Neuroscience Information Framework

Options
Only Pubmed Central
Include Pubmed Central
Sections
Title
Abstract
Introduction
Methods
Results
Supplement
Appendix
Contributions
Background
Commentary
Funding
Limitations
Caption
FILTERS

A molecular neuroethological approach for identifying and characterizing a cascade of behaviorally regulated genes.

Authors:
Wada K, Howard JT, McConnell P, Whitney O, Lints T, Rivas MV, Horita H, Patterson MA, White SA, Scharff C, Haesler S, Zhao S, Sakaguchi H, Hagiwara M, Shiraki T, Hirozane-Kishikawa T, Skene P, Hayashizaki Y, Carninci P, Jarvis ED
Affiliation:
Journal:
Proceedings of the National Academy of Sciences of the United States of America

Abstract

Songbirds have one of the most accessible neural systems for the study of brain mechanisms of behavior. However, neuroethological studies in songbirds have been limited by the lack of high-throughput molecular resources and gene-manipulation tools. To overcome these limitations, we constructed 21 regular, normalized, and subtracted full-length cDNA libraries from brains of zebra finches in 57 developmental and behavioral conditions in an attempt to clone as much of the brain transcriptome as possible. From these libraries, approximately 14,000 transcripts were isolated, representing an estimated 4,738 genes. With the cDNAs, we created a hierarchically organized transcriptome database and a large-scale songbird brain cDNA microarray. We used the arrays to reveal a set of 33 genes that are regulated in forebrain vocal nuclei by singing behavior. These genes clustered into four anatomical and six temporal expression patterns. Their functions spanned a large range of cellular and molecular categories, from signal transduction, trafficking, and structural, to synaptically released molecules. With the full-length cDNAs and a lentiviral vector system, we were able to overexpress, in vocal nuclei, proteins of representative singing-regulated genes in the absence of singing. This publicly accessible resource http://songbirdtranscriptome.net can now be used to study molecular neuroethological mechanisms of behavior.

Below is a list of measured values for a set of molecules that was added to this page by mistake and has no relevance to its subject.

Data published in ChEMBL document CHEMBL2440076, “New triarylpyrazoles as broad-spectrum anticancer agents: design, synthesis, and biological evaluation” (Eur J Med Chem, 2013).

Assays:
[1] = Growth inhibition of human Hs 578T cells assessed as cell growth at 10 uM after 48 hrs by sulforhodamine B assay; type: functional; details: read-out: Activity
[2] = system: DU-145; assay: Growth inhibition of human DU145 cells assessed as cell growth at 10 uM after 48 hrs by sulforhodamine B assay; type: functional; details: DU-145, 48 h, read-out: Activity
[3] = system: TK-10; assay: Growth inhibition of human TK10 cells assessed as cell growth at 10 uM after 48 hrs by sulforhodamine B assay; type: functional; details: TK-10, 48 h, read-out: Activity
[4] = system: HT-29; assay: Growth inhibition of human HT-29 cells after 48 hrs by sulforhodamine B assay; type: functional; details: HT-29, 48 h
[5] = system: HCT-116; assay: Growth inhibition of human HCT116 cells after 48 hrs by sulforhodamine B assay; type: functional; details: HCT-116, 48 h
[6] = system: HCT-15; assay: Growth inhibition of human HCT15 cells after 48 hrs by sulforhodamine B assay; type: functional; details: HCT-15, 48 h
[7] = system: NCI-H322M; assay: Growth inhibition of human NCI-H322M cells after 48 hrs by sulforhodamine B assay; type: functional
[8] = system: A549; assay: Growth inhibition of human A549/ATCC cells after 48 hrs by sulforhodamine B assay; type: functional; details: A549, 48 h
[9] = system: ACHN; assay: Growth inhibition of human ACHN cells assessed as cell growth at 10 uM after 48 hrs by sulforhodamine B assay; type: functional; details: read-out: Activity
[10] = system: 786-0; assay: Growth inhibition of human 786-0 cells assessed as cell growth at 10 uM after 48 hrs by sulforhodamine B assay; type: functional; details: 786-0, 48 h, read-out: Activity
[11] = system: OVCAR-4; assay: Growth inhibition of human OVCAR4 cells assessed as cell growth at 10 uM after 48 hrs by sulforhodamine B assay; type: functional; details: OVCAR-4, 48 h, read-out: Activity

1. Welcome

    Welcome to NIF. Explore available research resources: data, tools and materials, from across the web

  2. Community Resources

    Search for resources specially selected for NIF community

  3. More Resources

    Search across hundreds of additional biomedical databases

  4. Literature

    Search Pub Med abstracts and full text from PubMed Central

  5. Insert your Query

    Enter your search terms here and hit return. Search results for the selected tab will be returned.

  6. Join the Community

    Click here to login or register and join this community.

  7. Categories

    Narrow your search by selecting a category. For additional help in searching, view our tutorials.

  8. Query Info

    Displays the total number of search results. Provides additional information on search terms, e.g., automated query expansions, and any included categories or facets. Expansions, filters and facets can be removed by clicking on the X. Clicking on the + restores them.

  9. Search Results

    Displays individual records and a brief description. Click on the icons below each record to explore additional display options.

X